By combining ST and ATLab IP (Intellectual Property) in this way, S-Touch will be able to realize a true one-chip solution for a full user-interface controller, handling a full-size keypad with LED-backlighting control, and with capacitive touch-key and resistive touch-screen features. ST also plans to explore the possibility of extending the collaboration with ATLab, especially in advanced digital IP design services in specific areas. The technology provides an alternative to ST's MCU-based QST series, the two families ensuring the widest range of touch-sensing design options to meet styling, material and functional requirements.

Samples of the 12-channel STMPE1208 will be available within the first half of 2007, with volume production planned for September. The 8-channel STMPE821 will be sampling in September 2007 and in volume production in January 2008. The devices are priced at $1.60 and $1.40, respectively, in quantities of 100,000 pieces.

About the technology
S-Touch will utilize ATLab's patented Impedance Change-Detection Engine (ICDE), which is capable of detecting changes in capacitance as small as 60 fF (femto Farad, one thousandth of a pico Farad). The sensor has a dynamic range of 6 pF, divided into 100 steps of 60 fF. The ICDE will detect a change in capacitance which causes a time delay, and is the only solution in the market that requires only one pin for each sensor and which eliminates the need for RC networks on the sensor lines - a requirement in most conventional industry solutions. Its unique automatic calibration technology allows S-Touch to be highly tolerant to assembly and PCB variations, EMC interference and water film effects.

About ATLab
ATLab, Inc. ('@Lab'), which was founded in July 2000, is a fabless semiconductor company specializing in mixed-signal System-on-Chip (SoC) fields. With a professional group of more than 350 man-years of combined experience in areas such as design, production, sales and services, ATLab concentrates on Application Specific Standard Product (ASSP) business in Optical Navigation Sensors, Digital Contact Controllers (DCC), and in Gigabit Multimedia Data eXpress (GMDX). In addition, ATLab also has Intellectual Property (IP) business and Shared R&D Services. Further information can be found at the company's Web site.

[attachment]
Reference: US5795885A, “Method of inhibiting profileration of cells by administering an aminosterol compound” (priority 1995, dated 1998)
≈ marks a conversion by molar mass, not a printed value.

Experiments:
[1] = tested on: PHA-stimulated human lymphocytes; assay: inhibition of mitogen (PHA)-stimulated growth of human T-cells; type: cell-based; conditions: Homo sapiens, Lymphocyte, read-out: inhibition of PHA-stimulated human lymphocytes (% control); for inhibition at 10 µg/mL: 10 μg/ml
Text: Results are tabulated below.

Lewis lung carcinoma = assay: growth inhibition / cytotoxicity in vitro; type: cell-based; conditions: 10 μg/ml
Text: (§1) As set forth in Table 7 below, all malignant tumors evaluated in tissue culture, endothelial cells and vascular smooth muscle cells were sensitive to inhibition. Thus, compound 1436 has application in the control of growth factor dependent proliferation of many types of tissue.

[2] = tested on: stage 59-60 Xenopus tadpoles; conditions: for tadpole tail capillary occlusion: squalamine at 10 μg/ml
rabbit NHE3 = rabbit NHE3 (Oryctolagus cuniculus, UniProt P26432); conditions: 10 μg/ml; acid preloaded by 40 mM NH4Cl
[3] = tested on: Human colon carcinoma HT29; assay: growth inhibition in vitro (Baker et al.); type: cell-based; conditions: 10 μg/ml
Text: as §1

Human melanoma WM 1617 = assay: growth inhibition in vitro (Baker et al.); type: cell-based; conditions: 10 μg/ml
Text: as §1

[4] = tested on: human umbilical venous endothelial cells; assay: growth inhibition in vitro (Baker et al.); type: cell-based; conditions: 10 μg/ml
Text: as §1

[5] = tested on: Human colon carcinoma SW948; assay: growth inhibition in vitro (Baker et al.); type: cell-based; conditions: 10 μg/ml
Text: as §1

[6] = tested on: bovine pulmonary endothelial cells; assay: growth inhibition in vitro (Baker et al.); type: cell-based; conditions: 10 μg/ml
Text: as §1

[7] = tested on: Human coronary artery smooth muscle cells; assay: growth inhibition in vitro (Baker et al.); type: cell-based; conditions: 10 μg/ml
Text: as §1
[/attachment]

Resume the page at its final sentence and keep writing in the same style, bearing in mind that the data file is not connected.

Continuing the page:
About STMicroelectronics
STMicroelectronics is a global leader in developing and delivering semiconductor solutions across the spectrum of microelectronics applications. An unrivalled combination of silicon and system expertise, manufacturing strength, Intellectual Property (IP) portfolio and strategic partners positions the Company at the forefront of System-on-Chip (SoC) technology and its products play a key role in enabling today's convergence markets. The Company's shares are traded on the New York Stock Exchange, on Euronext Paris and on the Milan Stock Exchange. In 2006, the Company's net revenues were $9.85 billion and net earnings were $782 million. Further information on ST can be found at the company's Web site.

CONTACT: Michael Markowitz of STMicroelectronics, +1-212-821-8959, michael.markowitz@st.com.